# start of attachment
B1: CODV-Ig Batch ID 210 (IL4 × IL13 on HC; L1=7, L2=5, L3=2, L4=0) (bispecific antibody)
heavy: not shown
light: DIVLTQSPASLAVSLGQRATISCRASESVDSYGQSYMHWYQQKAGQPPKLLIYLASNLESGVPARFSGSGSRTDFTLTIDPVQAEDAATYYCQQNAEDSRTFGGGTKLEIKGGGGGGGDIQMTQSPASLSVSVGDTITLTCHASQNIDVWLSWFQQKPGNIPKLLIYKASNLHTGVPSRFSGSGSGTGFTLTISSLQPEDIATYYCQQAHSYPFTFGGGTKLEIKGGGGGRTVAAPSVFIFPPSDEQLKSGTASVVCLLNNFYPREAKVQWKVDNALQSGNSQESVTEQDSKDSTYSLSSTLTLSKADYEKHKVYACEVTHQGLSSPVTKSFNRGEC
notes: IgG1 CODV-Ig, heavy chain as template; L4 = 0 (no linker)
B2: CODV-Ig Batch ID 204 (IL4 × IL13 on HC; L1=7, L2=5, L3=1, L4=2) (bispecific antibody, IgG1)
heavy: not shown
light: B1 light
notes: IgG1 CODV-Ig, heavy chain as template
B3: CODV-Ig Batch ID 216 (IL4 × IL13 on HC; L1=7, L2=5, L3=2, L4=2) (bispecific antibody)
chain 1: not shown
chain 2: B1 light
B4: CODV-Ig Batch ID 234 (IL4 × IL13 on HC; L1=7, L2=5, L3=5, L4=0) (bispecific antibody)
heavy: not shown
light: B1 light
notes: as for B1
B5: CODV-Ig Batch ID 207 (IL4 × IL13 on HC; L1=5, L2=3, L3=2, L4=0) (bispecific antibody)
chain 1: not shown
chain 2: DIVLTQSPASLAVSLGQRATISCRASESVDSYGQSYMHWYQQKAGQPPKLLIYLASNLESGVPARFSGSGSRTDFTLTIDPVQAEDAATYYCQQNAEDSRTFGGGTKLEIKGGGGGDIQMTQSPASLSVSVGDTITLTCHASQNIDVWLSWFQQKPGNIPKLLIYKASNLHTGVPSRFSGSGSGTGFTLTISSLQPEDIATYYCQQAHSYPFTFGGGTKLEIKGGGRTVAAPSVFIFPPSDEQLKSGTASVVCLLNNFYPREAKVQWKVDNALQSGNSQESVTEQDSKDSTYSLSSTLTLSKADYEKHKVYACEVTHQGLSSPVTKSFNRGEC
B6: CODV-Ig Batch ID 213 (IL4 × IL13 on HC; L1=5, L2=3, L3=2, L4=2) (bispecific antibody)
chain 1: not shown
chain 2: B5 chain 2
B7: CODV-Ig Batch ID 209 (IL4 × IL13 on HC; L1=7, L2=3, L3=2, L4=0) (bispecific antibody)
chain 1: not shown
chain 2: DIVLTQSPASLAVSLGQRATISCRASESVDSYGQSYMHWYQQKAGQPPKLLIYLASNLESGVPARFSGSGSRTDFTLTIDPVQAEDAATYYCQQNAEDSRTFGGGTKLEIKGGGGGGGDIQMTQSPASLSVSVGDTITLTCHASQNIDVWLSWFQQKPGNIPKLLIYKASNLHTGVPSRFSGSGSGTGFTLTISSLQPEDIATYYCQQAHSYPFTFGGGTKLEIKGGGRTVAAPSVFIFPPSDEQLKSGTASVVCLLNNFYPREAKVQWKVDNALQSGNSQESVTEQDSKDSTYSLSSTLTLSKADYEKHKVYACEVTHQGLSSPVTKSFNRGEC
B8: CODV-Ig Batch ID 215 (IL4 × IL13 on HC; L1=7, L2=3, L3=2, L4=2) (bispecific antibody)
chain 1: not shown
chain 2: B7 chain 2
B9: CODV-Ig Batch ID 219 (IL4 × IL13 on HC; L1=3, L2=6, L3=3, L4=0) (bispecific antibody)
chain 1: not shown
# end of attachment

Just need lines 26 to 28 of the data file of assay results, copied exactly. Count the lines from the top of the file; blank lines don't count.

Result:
chain 1: not shown
chain 2: B7 chain 2
B9: CODV-Ig Batch ID 219 (IL4 × IL13 on HC; L1=3, L2=6, L3=3, L4=0) (bispecific antibody)